Typically, if you are logged into another system via SSH, you can easily logout by issuing exit command on your terminal. But many times system administrators may need to logout other users from SSH connection. This may be because they are having unauthorized access or you want to disconnect users for maintenance. In this article, we will learn how to disconnect user from SSH connection.
How to Disconnect User from SSH Connection
Here are the steps to disconnect user from SSH connection.
1. List All Logged In Users
First you need to get a list of all users that have logged into your system. You can do so with the following command.
$ who -u root@localhost:~# who -u ubuntu pts/0 2022-04-05 09:25 00:01 31970 (188.8.131.52) test_user pts/1 2022-04-05 09:26 . 32004 (184.108.40.206) root pts/2 2022-04-05 09:26 . 32039 (220.127.116.11)
The above output shows that there are 3 users logged into your SSH system. Each user’s session is displayed as a separate process with PID. If you want to logout a user, say, test_user, you need to simply kill the process associated with that user. In this case, we will terminate process with PID 32004. When you kill the login session of user, they will be logged out.
2. Logout User
You can use kill command to terminate the login session of user.
$ sudo kill -HUP 32004
Please note, you need to have root or sudo permissions to be able to kill a process. Also, if the above SIGHUP command does not kill the user session, use the SIGKILL signal.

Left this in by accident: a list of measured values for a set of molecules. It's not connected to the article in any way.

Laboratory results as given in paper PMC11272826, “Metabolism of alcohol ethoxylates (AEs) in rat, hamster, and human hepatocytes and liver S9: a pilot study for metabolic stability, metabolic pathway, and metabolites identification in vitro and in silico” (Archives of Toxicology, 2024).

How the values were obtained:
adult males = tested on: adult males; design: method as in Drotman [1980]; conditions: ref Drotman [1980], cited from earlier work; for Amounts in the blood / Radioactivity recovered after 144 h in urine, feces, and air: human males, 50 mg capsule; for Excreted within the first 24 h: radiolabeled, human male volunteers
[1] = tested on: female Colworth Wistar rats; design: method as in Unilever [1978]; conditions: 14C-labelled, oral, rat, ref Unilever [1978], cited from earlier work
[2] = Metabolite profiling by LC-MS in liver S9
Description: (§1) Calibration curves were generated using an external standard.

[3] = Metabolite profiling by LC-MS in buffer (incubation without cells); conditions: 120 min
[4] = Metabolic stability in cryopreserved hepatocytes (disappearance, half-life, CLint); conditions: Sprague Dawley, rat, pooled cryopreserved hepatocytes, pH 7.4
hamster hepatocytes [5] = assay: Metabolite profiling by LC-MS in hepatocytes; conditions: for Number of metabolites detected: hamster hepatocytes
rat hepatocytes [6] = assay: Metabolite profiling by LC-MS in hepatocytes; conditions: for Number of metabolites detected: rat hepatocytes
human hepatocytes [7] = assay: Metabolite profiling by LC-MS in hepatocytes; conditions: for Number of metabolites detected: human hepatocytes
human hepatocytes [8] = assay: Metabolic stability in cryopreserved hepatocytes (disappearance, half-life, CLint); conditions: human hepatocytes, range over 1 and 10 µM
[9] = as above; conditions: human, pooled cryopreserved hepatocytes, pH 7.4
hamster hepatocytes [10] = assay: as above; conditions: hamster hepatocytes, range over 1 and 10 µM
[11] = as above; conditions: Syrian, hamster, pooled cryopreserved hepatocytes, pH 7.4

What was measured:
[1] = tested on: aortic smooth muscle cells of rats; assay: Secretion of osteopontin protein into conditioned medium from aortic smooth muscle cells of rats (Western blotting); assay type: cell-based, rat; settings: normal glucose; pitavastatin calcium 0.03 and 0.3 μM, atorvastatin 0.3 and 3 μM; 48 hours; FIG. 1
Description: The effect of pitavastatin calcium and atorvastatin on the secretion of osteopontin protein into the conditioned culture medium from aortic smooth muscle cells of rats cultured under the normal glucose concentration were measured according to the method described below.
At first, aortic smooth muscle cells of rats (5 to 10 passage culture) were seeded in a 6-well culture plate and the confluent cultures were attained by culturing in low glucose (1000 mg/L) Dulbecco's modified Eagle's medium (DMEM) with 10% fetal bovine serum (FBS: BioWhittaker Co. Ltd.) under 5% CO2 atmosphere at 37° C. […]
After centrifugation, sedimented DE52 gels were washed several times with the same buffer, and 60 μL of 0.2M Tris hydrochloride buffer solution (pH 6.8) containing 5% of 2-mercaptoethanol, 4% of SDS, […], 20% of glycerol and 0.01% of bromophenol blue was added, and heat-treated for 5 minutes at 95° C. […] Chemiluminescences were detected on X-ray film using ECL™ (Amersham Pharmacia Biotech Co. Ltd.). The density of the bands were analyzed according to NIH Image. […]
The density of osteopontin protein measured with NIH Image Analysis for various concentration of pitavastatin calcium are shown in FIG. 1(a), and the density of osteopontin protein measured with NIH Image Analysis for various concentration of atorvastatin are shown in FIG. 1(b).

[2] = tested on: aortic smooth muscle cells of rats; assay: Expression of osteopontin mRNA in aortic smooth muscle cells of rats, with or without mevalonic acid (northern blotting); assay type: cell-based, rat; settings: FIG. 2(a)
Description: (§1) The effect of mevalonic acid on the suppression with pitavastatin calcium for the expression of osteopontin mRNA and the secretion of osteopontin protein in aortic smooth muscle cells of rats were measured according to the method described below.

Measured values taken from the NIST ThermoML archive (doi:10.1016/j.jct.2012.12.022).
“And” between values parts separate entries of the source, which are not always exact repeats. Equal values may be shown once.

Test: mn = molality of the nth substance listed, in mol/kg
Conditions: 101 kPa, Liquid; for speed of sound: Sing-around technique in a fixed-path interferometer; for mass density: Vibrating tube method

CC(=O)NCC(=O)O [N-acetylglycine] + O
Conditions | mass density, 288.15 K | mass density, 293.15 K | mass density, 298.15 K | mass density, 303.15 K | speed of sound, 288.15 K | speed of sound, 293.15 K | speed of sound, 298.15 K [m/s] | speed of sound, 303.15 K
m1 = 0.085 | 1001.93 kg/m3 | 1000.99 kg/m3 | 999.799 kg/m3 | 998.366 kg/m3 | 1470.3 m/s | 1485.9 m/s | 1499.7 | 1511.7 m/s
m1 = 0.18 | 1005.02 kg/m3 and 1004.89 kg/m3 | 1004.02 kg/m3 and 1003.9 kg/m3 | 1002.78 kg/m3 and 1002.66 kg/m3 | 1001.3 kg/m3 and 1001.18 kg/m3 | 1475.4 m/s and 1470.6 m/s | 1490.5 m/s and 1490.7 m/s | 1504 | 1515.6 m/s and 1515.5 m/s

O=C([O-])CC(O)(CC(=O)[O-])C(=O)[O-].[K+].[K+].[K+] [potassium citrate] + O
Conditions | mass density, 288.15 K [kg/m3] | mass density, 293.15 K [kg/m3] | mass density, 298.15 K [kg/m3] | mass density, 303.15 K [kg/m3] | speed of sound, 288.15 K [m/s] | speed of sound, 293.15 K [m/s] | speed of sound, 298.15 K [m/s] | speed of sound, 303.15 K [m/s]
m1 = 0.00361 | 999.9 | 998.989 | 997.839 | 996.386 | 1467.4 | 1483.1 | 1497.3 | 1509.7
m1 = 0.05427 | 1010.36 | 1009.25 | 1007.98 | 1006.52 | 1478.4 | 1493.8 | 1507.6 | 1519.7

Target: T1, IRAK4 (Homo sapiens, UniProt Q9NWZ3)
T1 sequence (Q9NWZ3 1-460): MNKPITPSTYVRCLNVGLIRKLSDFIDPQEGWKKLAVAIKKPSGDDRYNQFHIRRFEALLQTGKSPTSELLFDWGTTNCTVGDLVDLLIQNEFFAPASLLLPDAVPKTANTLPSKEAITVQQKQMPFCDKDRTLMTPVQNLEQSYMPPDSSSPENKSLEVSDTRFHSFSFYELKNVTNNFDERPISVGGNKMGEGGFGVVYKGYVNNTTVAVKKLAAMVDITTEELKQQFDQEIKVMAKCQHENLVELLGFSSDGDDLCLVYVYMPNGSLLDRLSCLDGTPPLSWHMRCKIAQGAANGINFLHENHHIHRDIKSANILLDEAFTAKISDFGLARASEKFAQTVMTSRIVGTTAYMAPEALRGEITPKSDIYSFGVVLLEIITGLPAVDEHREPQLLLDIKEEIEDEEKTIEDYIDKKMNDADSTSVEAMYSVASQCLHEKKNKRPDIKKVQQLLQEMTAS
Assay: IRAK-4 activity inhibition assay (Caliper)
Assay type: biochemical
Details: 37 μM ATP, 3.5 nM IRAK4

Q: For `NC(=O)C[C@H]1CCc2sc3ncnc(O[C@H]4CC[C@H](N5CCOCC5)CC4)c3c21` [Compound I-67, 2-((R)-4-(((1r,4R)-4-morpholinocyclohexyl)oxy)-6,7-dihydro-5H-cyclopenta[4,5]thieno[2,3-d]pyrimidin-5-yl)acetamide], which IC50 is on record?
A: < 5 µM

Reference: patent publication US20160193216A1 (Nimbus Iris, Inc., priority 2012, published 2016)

$ sudo kill -9 32004
If the logged in user is genuine and has required permissions, then it is advisable to send a message before logging them out. You can do so using echo and write command. Write command can be used to send messages to other users.
$ echo "Your session will end in 2 minutes. Save your work!" | write test_user pts/2
Sometimes a user may have multiple SSH sessions going on at the same time. In such cases, you will find multiple entries for the same user when you run who -u command.
$ who -u root@localhost:~# who -u ubuntu pts/0 2022-04-05 09:25 00:01 31970 (18.104.22.168) test_user pts/1 2022-04-05 09:26 . 32004 (22.214.171.124) test_user pts/1 2022-04-05 09:36 . 32040 (126.96.36.199) test_user pts/1 2022-04-05 09:46 . 32050 (188.8.131.52) root pts/2 2022-04-05 09:26 . 32039 (184.108.40.206)
In such cases, you need to terminate all login processes associated with the user in order to completely log them out. In the above example, there are 3 sessions associated with test_user. Here is the command to terminate them all.
$ sudo kill -9 32004 32040 32050
In this article, we have learnt how to forcibly logout other SSH connections from your system.
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